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The NYU researchers did note there are severe side effects to the combination treatment, including nausea, anemia, fatigue and an increased risk of acute kidney injury. 

However, Ramalingam believes the trial gives experts the ammunition to test the approach in many other cancers. He also said there are several ways to treat different types of the disease, and people should understand that some tumors may need to be tackled differently.

For example, he recently led a separate, large clinical trial that targeted lung cancer patients with the EGFR mutation, unlike the NYU analysts. As a result of his findings, the U.S. Food and Drug Administration expanded the use of a lung cancer pill called Tagrisso to those with the EGFR gene.

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While it was initially only used for individuals whose lung cancer worsened after treatment with other EGFR therapies, Ramalingam and his team proved the medication almost doubled the survival outcome for newly diagnosed lung cancer patients with the EGFR mutation. In fact, it resulted in better outcomes than chemotherapy and immunotherapy. 

“Given all these exciting advances that there are in lung cancer, patients should not settle for what’s been told,” Ramlingam recommended. “Basically get a second option or go to a major center that specializes in lung cancer to make sure they’re getting the cutting-edge treatment options that are out there.”

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Scientists accidentally discover enzyme that could 'eat' plastic pollution

Published: Wednesday, April 18, 2018 @ 11:07 AM

Giant Garbage Patch in Pacific 16 Times Larger Than Estimates

Pollution has negative effects on our health, but scientists may be able to better combat the issue with a plastic-eating enzyme they discovered accidentally

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Researchers from the University of Portsmouth and the U.S. Department of Energy’s National Renewable Energy Laboratory recently conducted a study, published in the Proceedings of the National Academy of Sciences, to examine the natural molecules and chemicals found at a waste recycling center in Japan.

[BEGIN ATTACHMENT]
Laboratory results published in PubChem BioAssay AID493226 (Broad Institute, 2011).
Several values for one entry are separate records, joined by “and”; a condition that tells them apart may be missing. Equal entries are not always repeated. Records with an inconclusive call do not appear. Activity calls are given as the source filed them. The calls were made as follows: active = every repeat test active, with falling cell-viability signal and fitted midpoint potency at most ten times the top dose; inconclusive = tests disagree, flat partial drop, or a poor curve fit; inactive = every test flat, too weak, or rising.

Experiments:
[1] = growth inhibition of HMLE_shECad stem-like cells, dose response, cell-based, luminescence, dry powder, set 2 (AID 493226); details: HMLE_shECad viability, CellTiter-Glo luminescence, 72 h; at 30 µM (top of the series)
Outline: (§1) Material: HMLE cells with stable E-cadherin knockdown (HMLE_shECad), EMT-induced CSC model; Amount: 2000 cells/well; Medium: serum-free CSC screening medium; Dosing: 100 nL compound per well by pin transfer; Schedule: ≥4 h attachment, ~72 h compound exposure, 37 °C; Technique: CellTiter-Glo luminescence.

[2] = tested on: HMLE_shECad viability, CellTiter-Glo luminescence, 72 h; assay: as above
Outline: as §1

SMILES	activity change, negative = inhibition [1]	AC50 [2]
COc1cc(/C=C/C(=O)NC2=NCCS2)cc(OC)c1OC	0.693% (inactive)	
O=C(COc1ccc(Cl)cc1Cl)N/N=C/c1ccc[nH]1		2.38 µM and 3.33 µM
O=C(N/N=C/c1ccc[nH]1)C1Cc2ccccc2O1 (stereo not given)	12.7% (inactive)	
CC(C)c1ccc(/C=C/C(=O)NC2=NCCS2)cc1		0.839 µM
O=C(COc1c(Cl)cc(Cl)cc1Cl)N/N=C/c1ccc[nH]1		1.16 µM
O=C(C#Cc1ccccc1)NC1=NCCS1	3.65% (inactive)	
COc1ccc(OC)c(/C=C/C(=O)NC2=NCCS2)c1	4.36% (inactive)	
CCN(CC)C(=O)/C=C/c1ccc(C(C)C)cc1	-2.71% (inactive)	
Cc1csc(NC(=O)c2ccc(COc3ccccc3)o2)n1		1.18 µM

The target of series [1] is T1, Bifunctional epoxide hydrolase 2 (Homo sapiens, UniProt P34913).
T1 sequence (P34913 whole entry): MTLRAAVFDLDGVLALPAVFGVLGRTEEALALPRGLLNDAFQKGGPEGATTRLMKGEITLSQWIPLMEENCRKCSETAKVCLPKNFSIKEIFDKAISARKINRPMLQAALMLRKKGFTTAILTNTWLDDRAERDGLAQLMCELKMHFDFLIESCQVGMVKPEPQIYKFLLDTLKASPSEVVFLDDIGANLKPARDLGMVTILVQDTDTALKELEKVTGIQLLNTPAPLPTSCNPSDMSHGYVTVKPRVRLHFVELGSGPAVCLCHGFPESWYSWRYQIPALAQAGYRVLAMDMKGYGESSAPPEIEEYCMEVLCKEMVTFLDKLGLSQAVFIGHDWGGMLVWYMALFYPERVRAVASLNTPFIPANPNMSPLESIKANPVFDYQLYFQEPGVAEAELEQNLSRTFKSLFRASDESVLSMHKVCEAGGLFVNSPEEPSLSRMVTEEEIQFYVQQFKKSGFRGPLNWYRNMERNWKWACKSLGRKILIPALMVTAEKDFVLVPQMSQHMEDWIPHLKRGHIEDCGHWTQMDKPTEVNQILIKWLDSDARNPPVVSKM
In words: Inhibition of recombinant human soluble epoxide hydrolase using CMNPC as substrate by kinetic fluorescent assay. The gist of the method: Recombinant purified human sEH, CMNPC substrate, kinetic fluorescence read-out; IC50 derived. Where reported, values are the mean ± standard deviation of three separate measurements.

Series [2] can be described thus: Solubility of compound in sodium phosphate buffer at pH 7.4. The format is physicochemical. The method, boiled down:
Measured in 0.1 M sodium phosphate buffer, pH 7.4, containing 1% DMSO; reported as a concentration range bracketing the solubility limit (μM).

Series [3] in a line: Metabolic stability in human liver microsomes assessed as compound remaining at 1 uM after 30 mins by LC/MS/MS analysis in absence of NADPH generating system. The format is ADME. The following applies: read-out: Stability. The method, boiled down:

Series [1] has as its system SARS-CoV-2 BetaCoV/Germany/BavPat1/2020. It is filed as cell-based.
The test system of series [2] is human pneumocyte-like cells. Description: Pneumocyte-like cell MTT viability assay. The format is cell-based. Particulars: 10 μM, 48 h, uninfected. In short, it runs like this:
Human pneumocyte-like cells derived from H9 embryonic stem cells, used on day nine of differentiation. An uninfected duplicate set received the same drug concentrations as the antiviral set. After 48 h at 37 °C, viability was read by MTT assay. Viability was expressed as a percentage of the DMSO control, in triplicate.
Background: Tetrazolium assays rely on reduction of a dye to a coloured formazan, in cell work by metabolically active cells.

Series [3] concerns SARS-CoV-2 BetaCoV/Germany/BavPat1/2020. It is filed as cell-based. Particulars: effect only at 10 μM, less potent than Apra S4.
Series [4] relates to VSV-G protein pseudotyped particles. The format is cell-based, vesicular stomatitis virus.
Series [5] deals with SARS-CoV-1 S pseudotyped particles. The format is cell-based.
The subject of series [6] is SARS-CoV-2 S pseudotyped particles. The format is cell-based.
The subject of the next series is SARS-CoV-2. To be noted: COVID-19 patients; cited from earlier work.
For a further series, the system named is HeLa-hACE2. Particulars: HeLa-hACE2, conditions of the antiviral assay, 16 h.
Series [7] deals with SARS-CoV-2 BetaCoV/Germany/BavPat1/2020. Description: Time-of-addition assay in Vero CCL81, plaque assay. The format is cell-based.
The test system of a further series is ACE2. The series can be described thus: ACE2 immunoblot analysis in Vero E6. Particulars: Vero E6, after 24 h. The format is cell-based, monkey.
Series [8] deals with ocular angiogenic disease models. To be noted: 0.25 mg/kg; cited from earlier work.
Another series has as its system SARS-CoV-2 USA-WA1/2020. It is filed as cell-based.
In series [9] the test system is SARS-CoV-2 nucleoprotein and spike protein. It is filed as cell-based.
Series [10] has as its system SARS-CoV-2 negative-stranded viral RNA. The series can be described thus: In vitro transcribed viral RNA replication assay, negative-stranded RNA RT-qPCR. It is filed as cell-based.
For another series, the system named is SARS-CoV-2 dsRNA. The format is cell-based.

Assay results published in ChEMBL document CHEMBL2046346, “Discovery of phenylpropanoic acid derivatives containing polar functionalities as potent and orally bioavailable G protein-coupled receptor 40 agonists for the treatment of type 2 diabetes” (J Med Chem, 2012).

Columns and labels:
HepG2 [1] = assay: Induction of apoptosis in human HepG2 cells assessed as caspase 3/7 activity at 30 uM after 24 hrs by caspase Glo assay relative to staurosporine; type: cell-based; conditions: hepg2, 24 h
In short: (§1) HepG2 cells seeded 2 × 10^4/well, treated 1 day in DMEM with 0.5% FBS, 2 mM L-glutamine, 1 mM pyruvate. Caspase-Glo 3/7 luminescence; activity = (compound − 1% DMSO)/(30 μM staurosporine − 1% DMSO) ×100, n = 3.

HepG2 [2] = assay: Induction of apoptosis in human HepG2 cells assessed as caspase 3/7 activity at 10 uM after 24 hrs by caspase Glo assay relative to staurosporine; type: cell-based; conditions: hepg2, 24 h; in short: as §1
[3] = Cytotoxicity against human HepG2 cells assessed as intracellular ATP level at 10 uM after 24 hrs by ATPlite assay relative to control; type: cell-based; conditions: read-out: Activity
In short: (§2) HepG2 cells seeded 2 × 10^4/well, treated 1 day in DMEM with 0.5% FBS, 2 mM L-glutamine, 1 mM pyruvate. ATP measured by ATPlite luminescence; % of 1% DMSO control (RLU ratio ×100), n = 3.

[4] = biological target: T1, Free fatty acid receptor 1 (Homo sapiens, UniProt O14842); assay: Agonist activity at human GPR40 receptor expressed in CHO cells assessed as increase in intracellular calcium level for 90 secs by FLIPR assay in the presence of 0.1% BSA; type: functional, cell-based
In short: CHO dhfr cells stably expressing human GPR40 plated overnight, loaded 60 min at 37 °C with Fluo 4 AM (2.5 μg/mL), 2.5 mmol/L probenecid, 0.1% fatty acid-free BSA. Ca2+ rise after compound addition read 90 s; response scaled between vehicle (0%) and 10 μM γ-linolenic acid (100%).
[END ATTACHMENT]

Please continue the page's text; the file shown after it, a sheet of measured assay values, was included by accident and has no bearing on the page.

During their assessment, they discovered that the enzyme, Ideonella sakaiensis 201-F6, can “eat” polyethylene terephthalate (PET), the material used to make plastic bottles. 

While they intended to better understand the structure of it, they actually engineered an enzyme that breaks down PET products

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“This unanticipated discovery suggests that there is room to further improve these enzymes, moving us closer to a recycling solution for the ever-growing mountain of discarded plastics,” co-author John McGeehan said in a statement

The scientists said PET can persist in the environment for hundreds of years. The chemicals can seep into the soil, affecting the groundwater and infecting drinking water.

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While the analysts called their discovery a “modest” improvement, they hope to continue their investigations to improve the enzyme with the help of protein tools. They said they believe their work will be used to industrially break down plastics in a fraction of the time. 

“We can all play a significant part in dealing with the plastic problem,” McGeehan said, “but the scientific community who ultimately created these ‘wonder-materials’ must now use all the technology at their disposal to develop real solutions.”